Bratsk Hydroelectric Power Station - History

History

The plan to build the hydroelectric plant was approved in September 1954 and later that year the first workers and machines arrived at Bratsk. On December 21, 1954 preparation works were initiated by the Nizhneangargasstroy departament (Russian: Нижнеангаргэсстрой), later renamed to Bratskgasstroy (Russian: Братскгэсстрой). Concurrently, the city of Bratsk was founded. On December 12, 1955 Bratsk was officially converted from a workers settlement into a city by the decree of the Presidium of the Supreme Soviet of the RSFSR.

Construction was declared as the Komsomol's high-tempo priority goal and was in the center of public attention. Eventually, a lot of the workers were awarded state prizes and the plant became a symbol of the industrial development of Siberia.

From July 1955 to October 1957 the 220 kV power line to Irkutsk was constructed. On November 6, 1957 the Bratsk substation received the first current from the newly constructed plant and later that year this current was transmitted to Irkutsk for the first time via the newly created power line. In 1961 the second 500 kV power line was added.


On July 18, 1961 the Bratsk Reservoir started filling (level raised up to 100 m so that it became the largest artificial lake of that time). First stationary 225 MW generator (No. 18) became operational on November 28, 1961 at 10:15 local time. After 7 days on December 5 the second unit No. 17 started to operate and on December 12, 1963, units No. 16 and No. 15 were included into the Unified Energy System of Siberia. On May 9, 1964, operators began to control the plant as the central control post was put into service. On September 30, 1964, the last cubic meter of concrete was poured into the dam wall.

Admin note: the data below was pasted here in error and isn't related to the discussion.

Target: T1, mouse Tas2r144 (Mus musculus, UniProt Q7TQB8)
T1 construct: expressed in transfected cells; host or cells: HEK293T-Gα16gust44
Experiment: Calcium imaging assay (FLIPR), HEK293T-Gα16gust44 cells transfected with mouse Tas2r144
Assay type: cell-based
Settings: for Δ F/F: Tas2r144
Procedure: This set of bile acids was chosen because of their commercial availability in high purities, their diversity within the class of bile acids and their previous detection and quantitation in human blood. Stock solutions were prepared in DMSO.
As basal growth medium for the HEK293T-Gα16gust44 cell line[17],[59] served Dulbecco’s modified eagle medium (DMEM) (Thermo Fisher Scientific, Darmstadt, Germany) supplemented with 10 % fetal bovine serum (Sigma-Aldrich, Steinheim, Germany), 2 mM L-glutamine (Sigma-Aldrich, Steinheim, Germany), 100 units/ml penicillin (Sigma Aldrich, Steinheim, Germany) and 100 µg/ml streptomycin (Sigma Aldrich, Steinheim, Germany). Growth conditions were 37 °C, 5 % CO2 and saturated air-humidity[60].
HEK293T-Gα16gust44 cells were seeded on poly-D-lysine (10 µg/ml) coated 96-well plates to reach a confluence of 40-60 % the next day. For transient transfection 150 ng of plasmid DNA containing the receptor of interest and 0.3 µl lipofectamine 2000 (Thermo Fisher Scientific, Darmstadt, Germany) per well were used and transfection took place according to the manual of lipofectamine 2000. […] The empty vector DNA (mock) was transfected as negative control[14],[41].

Construction of a railway track over the dam began on March 3, 1965 and it started to operate on June 16. A vehiclular road opened on July 28.

On December 14, 1966 the last unit, No. 1 was operational and on September 8, 1967, the State Commission accepted the inclusion of Bratsk into constant use.

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